Ramanuja was born Ilaya Perumal in a Hindu family in the village of Perumbudur, Tamil Nadu, India in 1017 CE. His father was Asuri Keshava Somayaji Deekshitar and mother was Kanthimathi in sect of Vadama. To quote from Shyam Ranganathan's article on Ramanuja at the Internet Encyclopedia of Philosophy, "From a young age he is reputed to have displayed a prodigious intellect and liberal attitudes towards caste. At this time he became friendly with a local, saintly Sudra (member of the servile caste) by the name of Kancipurna, whose occupation was to perform services for the local temple idol of the Hindu deity Vishnu. Ramanuja admired Kancipurna's piety and devotion to Vishnu and sought Kancipurna as his guru-much to the horror of Kancipurna who regarded Ramanuja's humility before him as an affront to caste propriety."
Shortly after being married in his teenage years, and after his father passed away, Ramanuja and his family moved to the neighboring city of Kancipuram. There Ramanuja found his first formal teacher, Yadavaprakasha, who was an accomplished professor of the form of the Vedanta philosophy that was in vogue at the time-a form of Vedanta that has strong affinities to Shankara's Absolute Idealistic Monism (Advaita Vedanta) but was also close to the Difference-and-non-difference view (Bhedabheda Vedanta). ("Vedanta" means the 'end of the Vedas' and refers to the philosophy expressed in the end portion of the Vedas, also known as the Upanishads, and encoded in the cryptic summary by Badharayana called the Vedanta Sutra or Brahma Sutra. The perennial questions of Vedanta are: what is the nature of Brahman, or the Ultimate, and what is the relationship between the multiplicity of individuals to this Ultimate. Vedanta comprises one of the six orthodox schools of Hindu philosophy.) "
From a young age, his intelligence and ability to comprehend highly abstract philosophical points were legendary. He took initiation from Yadavaprakasa, a renowned Advaitic scholar. Though his new guru was highly impressed with his analytical ability, he was quite concerned by how much emphasis Ramanuja placed on bhakti. After frequent clashes over interpretation, Yadavaprakasa decided the young Ramanuja was becoming too much of a threat and plotted a way to kill him. However, Ramanuja's cousin Govinda Bhatta (a favourite of Yadavaprakasa) discovered the plot and helped him escape. An alternative version is that one of Yadavaprakasa's students plotted to kill Ramanuja as a means of pleasing their teacher, but Sri Ramanuja escaped in the afore-mentioned manner. Yadavaprakasa was horrified when learnt about the conspiracy. Ramanuja returned to Yadavaprakasa's tutelage but after another disagreement, Yadavaprakasa asked him to leave. Ramanuja's childhood mentor, Kancipurna, suggested he meet with Kancipurna's own guru, Yamunacharya. After renouncing the life of a house-holder, Ramanuja travelled to Srirangam to meet an aging Yamunacharya, a philospoher of the remergent Vishishtadvaita school of thought. Yamunacharya had died prior to Ramanuja's arrival. Followers of Ramanuja relate the legend that three fingers of Yamunacharya's corpse were curled. Ramanuja saw this and understood that Yamunacharya was concerned about three tasks. Ramanuja vowed to complete these—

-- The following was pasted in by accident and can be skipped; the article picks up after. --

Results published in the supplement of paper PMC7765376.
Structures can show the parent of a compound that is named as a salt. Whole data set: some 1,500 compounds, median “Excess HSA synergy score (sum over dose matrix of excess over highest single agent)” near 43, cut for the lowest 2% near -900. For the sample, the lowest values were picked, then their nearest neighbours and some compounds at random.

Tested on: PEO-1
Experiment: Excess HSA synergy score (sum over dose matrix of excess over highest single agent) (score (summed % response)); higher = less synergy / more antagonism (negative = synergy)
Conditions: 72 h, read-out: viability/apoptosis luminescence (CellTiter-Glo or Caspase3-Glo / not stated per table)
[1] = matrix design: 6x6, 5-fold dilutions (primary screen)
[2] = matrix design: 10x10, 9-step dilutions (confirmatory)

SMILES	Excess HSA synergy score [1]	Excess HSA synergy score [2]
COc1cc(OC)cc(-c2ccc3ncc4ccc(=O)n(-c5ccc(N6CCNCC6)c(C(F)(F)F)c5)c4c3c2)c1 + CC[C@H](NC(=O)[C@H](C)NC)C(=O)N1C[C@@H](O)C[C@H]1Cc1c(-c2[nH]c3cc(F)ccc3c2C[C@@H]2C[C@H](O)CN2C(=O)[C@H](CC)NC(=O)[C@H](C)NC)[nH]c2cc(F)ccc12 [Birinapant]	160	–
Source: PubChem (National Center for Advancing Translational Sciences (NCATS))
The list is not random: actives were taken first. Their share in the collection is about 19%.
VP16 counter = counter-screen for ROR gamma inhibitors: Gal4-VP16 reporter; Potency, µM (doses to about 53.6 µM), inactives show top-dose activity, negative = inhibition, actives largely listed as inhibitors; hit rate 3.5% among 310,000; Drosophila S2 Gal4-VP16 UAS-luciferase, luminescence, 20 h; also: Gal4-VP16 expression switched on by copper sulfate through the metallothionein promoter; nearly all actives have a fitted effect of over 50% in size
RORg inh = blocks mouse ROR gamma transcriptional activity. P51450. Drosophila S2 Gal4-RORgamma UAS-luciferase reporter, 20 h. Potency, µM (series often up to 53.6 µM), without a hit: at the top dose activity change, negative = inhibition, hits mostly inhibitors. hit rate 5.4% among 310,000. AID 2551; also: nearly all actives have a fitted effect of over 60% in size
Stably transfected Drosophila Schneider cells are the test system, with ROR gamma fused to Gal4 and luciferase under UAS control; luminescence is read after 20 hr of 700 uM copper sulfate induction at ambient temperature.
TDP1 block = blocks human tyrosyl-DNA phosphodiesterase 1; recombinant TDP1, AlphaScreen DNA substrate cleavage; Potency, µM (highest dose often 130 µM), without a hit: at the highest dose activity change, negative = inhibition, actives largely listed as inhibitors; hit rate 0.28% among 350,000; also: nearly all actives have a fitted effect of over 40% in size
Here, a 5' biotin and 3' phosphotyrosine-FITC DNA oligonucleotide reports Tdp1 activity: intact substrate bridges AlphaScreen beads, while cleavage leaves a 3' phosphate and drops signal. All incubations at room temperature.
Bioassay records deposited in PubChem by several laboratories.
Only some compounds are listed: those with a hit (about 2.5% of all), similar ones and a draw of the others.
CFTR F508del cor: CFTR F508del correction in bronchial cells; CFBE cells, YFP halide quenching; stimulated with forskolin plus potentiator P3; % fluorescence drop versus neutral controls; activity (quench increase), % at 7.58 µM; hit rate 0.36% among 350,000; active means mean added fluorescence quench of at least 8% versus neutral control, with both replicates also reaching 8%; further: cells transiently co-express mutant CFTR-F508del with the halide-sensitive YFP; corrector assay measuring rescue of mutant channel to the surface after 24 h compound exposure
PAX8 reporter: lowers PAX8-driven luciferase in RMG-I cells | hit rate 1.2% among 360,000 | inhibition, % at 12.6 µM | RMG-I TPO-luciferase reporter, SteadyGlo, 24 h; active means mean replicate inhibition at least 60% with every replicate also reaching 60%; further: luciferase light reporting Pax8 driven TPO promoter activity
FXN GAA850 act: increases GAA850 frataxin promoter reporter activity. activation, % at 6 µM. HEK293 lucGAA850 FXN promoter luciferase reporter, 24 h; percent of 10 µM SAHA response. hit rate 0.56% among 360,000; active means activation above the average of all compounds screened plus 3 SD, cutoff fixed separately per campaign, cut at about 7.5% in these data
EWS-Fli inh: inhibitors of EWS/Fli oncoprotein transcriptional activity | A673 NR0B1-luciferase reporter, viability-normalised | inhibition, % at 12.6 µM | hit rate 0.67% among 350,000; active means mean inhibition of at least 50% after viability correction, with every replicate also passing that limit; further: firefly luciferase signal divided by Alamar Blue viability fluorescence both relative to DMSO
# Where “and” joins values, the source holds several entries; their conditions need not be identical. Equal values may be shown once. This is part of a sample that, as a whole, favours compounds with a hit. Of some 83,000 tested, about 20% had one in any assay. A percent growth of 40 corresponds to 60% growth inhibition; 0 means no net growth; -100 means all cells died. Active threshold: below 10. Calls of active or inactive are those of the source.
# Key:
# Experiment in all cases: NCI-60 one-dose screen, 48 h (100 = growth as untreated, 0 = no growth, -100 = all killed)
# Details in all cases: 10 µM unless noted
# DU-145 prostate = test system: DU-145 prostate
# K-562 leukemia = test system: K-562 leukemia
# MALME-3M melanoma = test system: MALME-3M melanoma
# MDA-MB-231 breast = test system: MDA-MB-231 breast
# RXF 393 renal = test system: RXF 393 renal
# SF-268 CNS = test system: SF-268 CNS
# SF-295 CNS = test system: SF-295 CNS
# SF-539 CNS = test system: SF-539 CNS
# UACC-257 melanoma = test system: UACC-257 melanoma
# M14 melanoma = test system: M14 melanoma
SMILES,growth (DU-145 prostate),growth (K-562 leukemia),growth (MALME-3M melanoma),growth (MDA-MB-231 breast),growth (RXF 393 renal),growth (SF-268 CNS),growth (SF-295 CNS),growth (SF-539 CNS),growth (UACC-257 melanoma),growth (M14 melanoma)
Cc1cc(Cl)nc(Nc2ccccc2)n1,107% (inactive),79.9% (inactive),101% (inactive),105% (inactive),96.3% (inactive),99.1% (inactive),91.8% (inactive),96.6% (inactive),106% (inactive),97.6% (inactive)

- Teach the doctrine of Saranagati (surrender) to God as the means to moksha.
- Write a Visishtadvaita Bhashya for the Brahma Sutras of Vyasa which had previously been taught orally to the disciples of the Visishtadvaita philosophy.
- That the names of Paraśara, the author of Vishnu Purana, and saint Śaţhakopa should be perpetuated.
Legend goes that on hearing the vow, the three fingers on the corpse straightened. Ramanuja accepted Yamunacharya as his Manasika Acharya and spent 6 months being introduced to Yamunacharya's philosophy by his disciple, Mahapurna although he did not formally join the community for another year. Ramanuja's wife followed very strict brahminical rules of the time and disparaged Mahapurna's wife as being of lower subcaste. Mahapurna and his wife left Srirangam. Ramanuja realized that his life as a householder was interfering with his philosophical pursuit as he and his wife had differing views. He sent her to her parent's house and renounced family and became a sanyasin. Ramanuja started travelling the land, having philosophical debates with the custodians of various Vishnu temples. Many of them, after losing the debates, became his disciples. Ramanuja standardized the liturgy at these temples and increased the standing and the membership of the srivaishnava school of thought. He wrote his books during this time. Ramanuja, who was a Vaishnavite, might have faced threats from some Shaivite Chola rulers who are religiously intolerant . Ramanuja and a few of his followers moved to the Hoysala kingdom of Jain king Bittideva and queen Shantala Devi in Karnataka. Bittideva converted to Srivaishanavism, in some legends after Ramanuja cured his daughter of evil spirits, and took the name Vishnuvardhana meaning "one who grows the sect of Vishnu". However, the queen and many of the ministers remained Jain and the kingdom was known for its tolerance. Ramanuja re-established the liturgy in the Cheluvanarayana temple in Melukote In Mandya District and Vishnuvardhana re-built it and also built other Vishnu temples like Chennakesava temple and Hoysaleswara temple.